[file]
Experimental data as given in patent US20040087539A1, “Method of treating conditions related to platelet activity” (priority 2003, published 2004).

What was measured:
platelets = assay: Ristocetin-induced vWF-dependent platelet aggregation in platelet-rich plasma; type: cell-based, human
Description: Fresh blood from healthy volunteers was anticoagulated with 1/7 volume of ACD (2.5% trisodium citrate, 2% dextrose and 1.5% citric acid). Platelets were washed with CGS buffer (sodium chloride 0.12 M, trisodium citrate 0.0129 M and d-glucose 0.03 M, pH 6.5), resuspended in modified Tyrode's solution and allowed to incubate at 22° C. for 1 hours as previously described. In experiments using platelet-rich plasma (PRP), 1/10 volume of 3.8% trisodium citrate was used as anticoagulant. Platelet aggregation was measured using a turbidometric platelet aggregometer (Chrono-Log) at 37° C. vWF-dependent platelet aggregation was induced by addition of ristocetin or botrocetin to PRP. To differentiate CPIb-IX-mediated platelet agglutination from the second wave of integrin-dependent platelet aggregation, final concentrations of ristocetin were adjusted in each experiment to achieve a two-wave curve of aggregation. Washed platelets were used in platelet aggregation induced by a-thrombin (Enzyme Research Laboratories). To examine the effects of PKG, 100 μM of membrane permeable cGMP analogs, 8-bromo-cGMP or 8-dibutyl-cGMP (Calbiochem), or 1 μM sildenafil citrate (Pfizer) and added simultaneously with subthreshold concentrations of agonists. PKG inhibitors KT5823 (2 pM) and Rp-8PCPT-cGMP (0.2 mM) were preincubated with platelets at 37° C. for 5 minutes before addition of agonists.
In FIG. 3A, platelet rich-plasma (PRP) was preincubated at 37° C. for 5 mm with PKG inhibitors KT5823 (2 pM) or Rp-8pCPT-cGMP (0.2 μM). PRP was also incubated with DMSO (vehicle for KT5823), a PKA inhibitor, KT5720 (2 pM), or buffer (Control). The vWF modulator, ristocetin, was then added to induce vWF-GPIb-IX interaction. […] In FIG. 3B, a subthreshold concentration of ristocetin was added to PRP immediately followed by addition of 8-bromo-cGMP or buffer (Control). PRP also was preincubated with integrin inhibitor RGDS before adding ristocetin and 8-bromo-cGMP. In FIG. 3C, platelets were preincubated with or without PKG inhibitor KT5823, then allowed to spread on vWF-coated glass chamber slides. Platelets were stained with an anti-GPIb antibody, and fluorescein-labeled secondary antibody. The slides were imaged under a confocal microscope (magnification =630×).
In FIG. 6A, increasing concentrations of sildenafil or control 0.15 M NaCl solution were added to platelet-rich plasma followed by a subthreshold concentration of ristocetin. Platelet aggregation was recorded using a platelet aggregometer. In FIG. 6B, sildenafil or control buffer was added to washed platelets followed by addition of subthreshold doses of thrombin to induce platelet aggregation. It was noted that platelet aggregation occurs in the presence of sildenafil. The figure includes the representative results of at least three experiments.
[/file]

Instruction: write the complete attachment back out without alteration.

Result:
Experimental data as given in patent US20040087539A1, “Method of treating conditions related to platelet activity” (priority 2003, published 2004).

What was measured:
platelets = assay: Ristocetin-induced vWF-dependent platelet aggregation in platelet-rich plasma; type: cell-based, human
Description: Fresh blood from healthy volunteers was anticoagulated with 1/7 volume of ACD (2.5% trisodium citrate, 2% dextrose and 1.5% citric acid). Platelets were washed with CGS buffer (sodium chloride 0.12 M, trisodium citrate 0.0129 M and d-glucose 0.03 M, pH 6.5), resuspended in modified Tyrode's solution and allowed to incubate at 22° C. for 1 hours as previously described. In experiments using platelet-rich plasma (PRP), 1/10 volume of 3.8% trisodium citrate was used as anticoagulant. Platelet aggregation was measured using a turbidometric platelet aggregometer (Chrono-Log) at 37° C. vWF-dependent platelet aggregation was induced by addition of ristocetin or botrocetin to PRP. To differentiate CPIb-IX-mediated platelet agglutination from the second wave of integrin-dependent platelet aggregation, final concentrations of ristocetin were adjusted in each experiment to achieve a two-wave curve of aggregation. Washed platelets were used in platelet aggregation induced by a-thrombin (Enzyme Research Laboratories). To examine the effects of PKG, 100 μM of membrane permeable cGMP analogs, 8-bromo-cGMP or 8-dibutyl-cGMP (Calbiochem), or 1 μM sildenafil citrate (Pfizer) and added simultaneously with subthreshold concentrations of agonists. PKG inhibitors KT5823 (2 pM) and Rp-8PCPT-cGMP (0.2 mM) were preincubated with platelets at 37° C. for 5 minutes before addition of agonists.
In FIG. 3A, platelet rich-plasma (PRP) was preincubated at 37° C. for 5 mm with PKG inhibitors KT5823 (2 pM) or Rp-8pCPT-cGMP (0.2 μM). PRP was also incubated with DMSO (vehicle for KT5823), a PKA inhibitor, KT5720 (2 pM), or buffer (Control). The vWF modulator, ristocetin, was then added to induce vWF-GPIb-IX interaction. […] In FIG. 3B, a subthreshold concentration of ristocetin was added to PRP immediately followed by addition of 8-bromo-cGMP or buffer (Control). PRP also was preincubated with integrin inhibitor RGDS before adding ristocetin and 8-bromo-cGMP. In FIG. 3C, platelets were preincubated with or without PKG inhibitor KT5823, then allowed to spread on vWF-coated glass chamber slides. Platelets were stained with an anti-GPIb antibody, and fluorescein-labeled secondary antibody. The slides were imaged under a confocal microscope (magnification =630×).
In FIG. 6A, increasing concentrations of sildenafil or control 0.15 M NaCl solution were added to platelet-rich plasma followed by a subthreshold concentration of ristocetin. Platelet aggregation was recorded using a platelet aggregometer. In FIG. 6B, sildenafil or control buffer was added to washed platelets followed by addition of subthreshold doses of thrombin to induce platelet aggregation. It was noted that platelet aggregation occurs in the presence of sildenafil. The figure includes the representative results of at least three experiments.